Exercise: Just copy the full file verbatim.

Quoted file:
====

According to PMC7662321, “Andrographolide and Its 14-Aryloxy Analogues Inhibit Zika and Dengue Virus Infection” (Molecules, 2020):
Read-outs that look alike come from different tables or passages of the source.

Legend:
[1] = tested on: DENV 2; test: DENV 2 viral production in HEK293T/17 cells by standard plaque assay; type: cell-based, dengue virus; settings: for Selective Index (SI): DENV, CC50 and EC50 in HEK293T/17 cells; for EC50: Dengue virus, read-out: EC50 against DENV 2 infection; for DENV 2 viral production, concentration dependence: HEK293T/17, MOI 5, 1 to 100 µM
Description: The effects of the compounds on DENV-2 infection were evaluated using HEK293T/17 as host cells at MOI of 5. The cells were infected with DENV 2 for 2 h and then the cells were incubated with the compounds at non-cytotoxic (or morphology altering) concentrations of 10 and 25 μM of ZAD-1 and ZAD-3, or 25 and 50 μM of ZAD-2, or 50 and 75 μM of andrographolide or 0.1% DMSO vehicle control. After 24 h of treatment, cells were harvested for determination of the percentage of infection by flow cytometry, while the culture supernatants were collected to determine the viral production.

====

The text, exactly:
According to PMC7662321, “Andrographolide and Its 14-Aryloxy Analogues Inhibit Zika and Dengue Virus Infection” (Molecules, 2020):
Read-outs that look alike come from different tables or passages of the source.

Legend:
[1] = tested on: DENV 2; test: DENV 2 viral production in HEK293T/17 cells by standard plaque assay; type: cell-based, dengue virus; settings: for Selective Index (SI): DENV, CC50 and EC50 in HEK293T/17 cells; for EC50: Dengue virus, read-out: EC50 against DENV 2 infection; for DENV 2 viral production, concentration dependence: HEK293T/17, MOI 5, 1 to 100 µM
Description: The effects of the compounds on DENV-2 infection were evaluated using HEK293T/17 as host cells at MOI of 5. The cells were infected with DENV 2 for 2 h and then the cells were incubated with the compounds at non-cytotoxic (or morphology altering) concentrations of 10 and 25 μM of ZAD-1 and ZAD-3, or 25 and 50 μM of ZAD-2, or 50 and 75 μM of andrographolide or 0.1% DMSO vehicle control. After 24 h of treatment, cells were harvested for determination of the percentage of infection by flow cytometry, while the culture supernatants were collected to determine the viral production.